The story of a young man’s adventures in the Californian pornography industry of the late 1970s and early 1980s.
My retrospective of Paul Thomas Anderson’s work continues with ‘Boogie Nights’, his ode to the Golden Age of Porn in the 1970s, capturing the good times in the 1970s and the tougher times in the 1980s with the onset of video. Featuring an ensemble cast, the greatest amount of time is dedicated to newcomer Eddy Adams (Mark Wahlberg), a dishwasher in a nightclub with a ‘talent’ that draws the attention of porn director Jack Horner (Burt Reynolds). The film charts the rise and fall of Eddy’s pornstar alter ego ‘Dirk Diggler’ from his early break in the 70s heyday to the tougher times of the 80s, whilst maintaining a focus on the other characters that surround Horner. It’s to Anderson’s testament that all of the individual stories feel fluid and feed into the larger plot, with very little fat to trim. Perhaps this is what convinced Anderson to direct ‘Magnolia’ next (which I haven’t seen and will watch next), which is a more ambitious, sprawling ensemble piece.
The first thing that grabs you about the film is the attention to detail and how successfully Anderson captures the period on screen, from the costume design to the terrific soundtrack filled with era specific music. This is all conveyed in a wonderful opening sequence which simultaneously introduces us to the film’s era and several of the key players as the camera sweeps around a nightclub owned by Maurice Rodriguez (Luis Guzman). This opening mimics the scene in the casino in ‘Hard Eight’ in style, both in the way the camera sweeps around the environment to give the viewer a real sense of the atmosphere in the club, and in the way the camera zooms in on some of the film’s main characters. Despite the scene being short, we get a real feel for who these characters are and where they sit in the world of ‘Boogie Nights’ hierarchy, and Anderson has achieved in one tracking shot what many other directors fail to achieve in several scenes of exposition.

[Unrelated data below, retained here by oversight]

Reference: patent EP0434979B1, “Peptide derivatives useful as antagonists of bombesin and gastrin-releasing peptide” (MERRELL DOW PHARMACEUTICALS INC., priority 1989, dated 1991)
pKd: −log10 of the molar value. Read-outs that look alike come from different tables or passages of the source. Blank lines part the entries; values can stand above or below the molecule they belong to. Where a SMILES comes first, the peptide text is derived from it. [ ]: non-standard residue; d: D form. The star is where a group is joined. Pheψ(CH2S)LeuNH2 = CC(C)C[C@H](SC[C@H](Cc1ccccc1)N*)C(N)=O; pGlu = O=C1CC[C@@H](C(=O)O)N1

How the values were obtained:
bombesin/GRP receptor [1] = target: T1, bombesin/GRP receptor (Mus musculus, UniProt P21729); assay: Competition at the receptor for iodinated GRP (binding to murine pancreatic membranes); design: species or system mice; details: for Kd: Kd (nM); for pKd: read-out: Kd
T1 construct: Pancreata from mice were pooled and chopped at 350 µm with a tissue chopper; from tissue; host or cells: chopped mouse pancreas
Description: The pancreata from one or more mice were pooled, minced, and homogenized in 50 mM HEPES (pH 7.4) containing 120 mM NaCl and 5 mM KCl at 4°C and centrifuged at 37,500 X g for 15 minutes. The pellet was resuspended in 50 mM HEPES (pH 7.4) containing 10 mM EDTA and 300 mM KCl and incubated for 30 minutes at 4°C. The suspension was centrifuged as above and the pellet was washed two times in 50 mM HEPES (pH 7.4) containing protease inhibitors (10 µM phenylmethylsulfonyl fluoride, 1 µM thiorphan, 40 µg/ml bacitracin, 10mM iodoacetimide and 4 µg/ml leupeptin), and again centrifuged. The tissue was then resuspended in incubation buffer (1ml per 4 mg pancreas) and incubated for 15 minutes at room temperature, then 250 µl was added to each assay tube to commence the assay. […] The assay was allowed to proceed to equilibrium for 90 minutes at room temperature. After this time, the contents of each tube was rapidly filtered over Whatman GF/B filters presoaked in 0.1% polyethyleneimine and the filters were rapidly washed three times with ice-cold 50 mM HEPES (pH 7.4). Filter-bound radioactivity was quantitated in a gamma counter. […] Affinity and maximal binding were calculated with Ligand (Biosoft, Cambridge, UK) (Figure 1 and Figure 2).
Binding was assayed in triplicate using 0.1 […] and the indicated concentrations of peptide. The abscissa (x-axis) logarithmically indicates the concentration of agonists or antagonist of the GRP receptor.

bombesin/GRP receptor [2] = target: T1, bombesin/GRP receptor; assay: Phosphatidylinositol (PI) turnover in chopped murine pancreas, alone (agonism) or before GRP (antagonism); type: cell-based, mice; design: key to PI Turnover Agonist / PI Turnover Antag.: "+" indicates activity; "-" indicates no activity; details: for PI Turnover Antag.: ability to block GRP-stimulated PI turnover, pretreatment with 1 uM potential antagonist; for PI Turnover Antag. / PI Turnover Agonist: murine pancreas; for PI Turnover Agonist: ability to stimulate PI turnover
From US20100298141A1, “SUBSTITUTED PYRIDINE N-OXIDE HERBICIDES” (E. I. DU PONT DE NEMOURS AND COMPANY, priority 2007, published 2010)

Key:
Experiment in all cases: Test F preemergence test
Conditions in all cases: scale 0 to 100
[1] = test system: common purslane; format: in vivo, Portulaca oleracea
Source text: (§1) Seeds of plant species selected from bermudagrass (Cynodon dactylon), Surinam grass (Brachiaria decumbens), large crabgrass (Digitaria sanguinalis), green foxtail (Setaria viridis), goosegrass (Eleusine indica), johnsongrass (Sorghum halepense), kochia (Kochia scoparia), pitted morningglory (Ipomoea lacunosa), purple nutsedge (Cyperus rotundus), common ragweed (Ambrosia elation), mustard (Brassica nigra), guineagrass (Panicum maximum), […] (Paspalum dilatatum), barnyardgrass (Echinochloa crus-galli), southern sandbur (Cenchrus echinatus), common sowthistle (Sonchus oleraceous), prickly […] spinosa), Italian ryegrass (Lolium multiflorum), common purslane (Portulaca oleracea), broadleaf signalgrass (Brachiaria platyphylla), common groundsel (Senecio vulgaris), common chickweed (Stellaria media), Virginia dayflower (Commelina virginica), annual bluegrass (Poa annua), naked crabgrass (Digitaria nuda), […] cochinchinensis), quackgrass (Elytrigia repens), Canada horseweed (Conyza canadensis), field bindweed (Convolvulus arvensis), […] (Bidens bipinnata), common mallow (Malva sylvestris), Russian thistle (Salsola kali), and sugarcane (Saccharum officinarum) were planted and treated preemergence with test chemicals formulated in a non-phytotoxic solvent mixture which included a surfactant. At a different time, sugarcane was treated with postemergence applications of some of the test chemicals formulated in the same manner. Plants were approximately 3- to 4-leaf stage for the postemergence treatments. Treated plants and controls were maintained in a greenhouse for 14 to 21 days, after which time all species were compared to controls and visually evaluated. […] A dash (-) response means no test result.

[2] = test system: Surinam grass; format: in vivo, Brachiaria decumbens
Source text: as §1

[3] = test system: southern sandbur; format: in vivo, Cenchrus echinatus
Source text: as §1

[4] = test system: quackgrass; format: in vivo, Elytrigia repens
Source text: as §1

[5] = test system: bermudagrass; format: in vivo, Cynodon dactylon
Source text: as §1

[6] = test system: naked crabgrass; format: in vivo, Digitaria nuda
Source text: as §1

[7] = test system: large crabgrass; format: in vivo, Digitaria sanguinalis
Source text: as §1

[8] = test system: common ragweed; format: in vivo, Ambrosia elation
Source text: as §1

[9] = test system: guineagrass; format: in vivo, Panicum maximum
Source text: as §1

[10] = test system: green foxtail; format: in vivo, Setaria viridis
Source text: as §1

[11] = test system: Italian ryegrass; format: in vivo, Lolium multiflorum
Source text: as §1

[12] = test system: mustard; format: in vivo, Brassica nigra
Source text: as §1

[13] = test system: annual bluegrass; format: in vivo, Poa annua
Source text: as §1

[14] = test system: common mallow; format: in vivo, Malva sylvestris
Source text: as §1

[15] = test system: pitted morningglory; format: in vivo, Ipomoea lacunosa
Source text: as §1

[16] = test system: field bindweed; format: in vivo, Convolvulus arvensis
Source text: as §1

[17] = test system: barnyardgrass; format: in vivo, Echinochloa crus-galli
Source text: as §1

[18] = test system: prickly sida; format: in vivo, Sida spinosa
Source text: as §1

Anderson’s effortless and stylish direction is great, creating a feel good mood that encapsulates the industry in its heyday before bringing a darker tone in as times get tougher. The camera plays as an observer to the action when required, surveying a room or a scene and taking note of each actor’s slightest movement or reaction, which only serves to highlight the strength of the ensemble. There’s a playful touch to proceedings which gives the film a light feel and the chemistry between the performers keeps the film feeling pacy and energetic, despite the lengthy runtime. That’s not to say the film looks at the industry on purely surface level. Whilst there is a lot of focus on the intricacies of the production process (which is great fun to watch), Anderson never forgets the effect that working in the industry can have on the individuals and the impact this can have on an emotional level is explored through several characters to great effect.